Live now
Start time
Playing for
End time
Listen live
Up next
Listen live on

Waikato measles cases a false alarm

NZ Herald,
Publish Date
Mon, 1 Apr 2024, 3:23PM
An electron micrograph of the measles virus. Photo / Cynthia S. Goldsmith, CDC
An electron micrograph of the measles virus. Photo / Cynthia S. Goldsmith, CDC

Waikato measles cases a false alarm

NZ Herald,
Publish Date
Mon, 1 Apr 2024, 3:23PM

Two Waikato children thought to have caught measles are not infected.

Te Whatu Ora health officials confirmed the positive case of measles reported yesterday does not have measles as first suspected, after further testing.

The child had symptoms of measles and initial testing indicated a positive measles infection. The second probable case of measles also returned a negative result.

The updated test results mean there are no known cases of measles in the community.

Regional clinical director Dr William Rainger said both children are recovering well and are continuing to be supported by healthcare services,

“I would like to acknowledge and thank the affected whānau. They did the right thing by calling Healthline for advice as soon as they were concerned for their children’s welfare.

“Through this family’s quick thinking and full co-operation from them and identified close contacts health services were able to manage the situation efficiently and reduce the risk for others,”

Measles is a serious and highly contagious illness, which can affect adults as well as children and babies.

“With New Zealand being at high risk of a measles outbreak and our vaccination rates too low to prevent that from happening, our national and regional public health service teams must take any suspected case of measles very seriously.

“They responded rapidly to initial testing results and took appropriate actions to ensure close contacts were identified and people in the local community were notified of their potential increase in risk.”

The best protection against measles is two doses of the measles, mumps and rubella (MMR) vaccine – this provides lifelong protection in 99 per cent of people, Te Whatu Ora said.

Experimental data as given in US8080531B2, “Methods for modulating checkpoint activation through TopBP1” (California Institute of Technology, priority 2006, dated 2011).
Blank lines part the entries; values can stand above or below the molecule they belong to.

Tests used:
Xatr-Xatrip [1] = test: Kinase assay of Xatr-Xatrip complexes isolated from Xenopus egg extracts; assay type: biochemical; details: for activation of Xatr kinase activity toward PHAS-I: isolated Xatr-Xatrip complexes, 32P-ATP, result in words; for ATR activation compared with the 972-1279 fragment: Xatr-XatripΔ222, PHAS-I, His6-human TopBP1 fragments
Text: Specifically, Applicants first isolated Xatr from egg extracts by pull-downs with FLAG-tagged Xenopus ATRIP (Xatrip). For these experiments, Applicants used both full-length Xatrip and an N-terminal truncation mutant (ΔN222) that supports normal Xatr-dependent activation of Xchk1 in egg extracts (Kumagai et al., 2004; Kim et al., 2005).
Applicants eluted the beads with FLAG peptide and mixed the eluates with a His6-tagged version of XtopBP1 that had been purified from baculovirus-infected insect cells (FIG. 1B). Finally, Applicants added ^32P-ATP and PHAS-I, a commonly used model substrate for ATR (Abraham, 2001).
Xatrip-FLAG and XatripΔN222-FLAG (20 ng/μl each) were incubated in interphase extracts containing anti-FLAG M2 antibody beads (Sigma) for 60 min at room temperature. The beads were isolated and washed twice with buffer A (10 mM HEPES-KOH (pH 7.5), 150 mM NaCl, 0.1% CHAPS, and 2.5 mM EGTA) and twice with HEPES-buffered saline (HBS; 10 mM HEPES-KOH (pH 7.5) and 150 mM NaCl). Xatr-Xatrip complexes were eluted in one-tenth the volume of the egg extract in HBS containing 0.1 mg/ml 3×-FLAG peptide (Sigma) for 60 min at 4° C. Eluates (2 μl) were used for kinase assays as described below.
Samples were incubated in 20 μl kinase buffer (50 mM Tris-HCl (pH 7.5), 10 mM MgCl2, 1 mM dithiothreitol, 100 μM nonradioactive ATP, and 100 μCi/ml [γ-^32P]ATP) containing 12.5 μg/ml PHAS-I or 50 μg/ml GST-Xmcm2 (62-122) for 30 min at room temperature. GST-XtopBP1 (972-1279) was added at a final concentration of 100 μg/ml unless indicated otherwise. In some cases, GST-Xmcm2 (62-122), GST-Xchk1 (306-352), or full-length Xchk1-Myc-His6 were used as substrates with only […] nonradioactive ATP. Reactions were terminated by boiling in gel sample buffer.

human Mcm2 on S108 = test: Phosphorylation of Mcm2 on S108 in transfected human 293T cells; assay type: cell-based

The MMR vaccine is free for anyone aged 18 and under, and those over the age of 18 who are eligible for free healthcare in New Zealand.

Being immunised not only protects you but also those around you from becoming seriously ill and from spreading the disease to others.

“The fact that further testing indicates the child does not have measles after all, does not diminish the importance and the effectiveness of the actions undertaken by our public health officials over the past few days.

“I thank our health teams for their dedication to ensure that New Zealanders are given the most current information as quickly as possible to see that our people, particularly our most vulnerable, remain protected.”

Contact your doctor, nurse, pharmacy or healthcare provider to book a vaccination appointment.

Measles, flu, Covid-19 and whooping cough vaccines (for ages 13 and over) can be booked online through Book My Vaccine.

Measles symptoms:

  • The first symptoms of measles are similar to Covid-19, or the common cold.
  • The illness begins with fever, cough, runny nose, and sore red eyes (conjunctivitis).
  • A rash appears 2-4 days after the first symptoms, beginning on the face and gradually spreading down the body to the arms and legs. The rash lasts for up to one week.

If you or someone in your family has measles symptoms, stay at home and call Healthline immediately on 0800 611 116 so you can get free advice and public health support.

Take your Radio, Podcasts and Music with you